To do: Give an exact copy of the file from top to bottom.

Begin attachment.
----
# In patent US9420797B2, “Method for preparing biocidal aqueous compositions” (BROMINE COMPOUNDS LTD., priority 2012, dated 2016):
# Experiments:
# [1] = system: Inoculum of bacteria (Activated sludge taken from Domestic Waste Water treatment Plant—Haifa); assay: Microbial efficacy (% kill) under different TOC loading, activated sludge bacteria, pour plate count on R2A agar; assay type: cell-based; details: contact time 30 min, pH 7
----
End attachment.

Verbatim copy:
# In patent US9420797B2, “Method for preparing biocidal aqueous compositions” (BROMINE COMPOUNDS LTD., priority 2012, dated 2016):
# Experiments:
# [1] = system: Inoculum of bacteria (Activated sludge taken from Domestic Waste Water treatment Plant—Haifa); assay: Microbial efficacy (% kill) under different TOC loading, activated sludge bacteria, pour plate count on R2A agar; assay type: cell-based; details: contact time 30 min, pH 7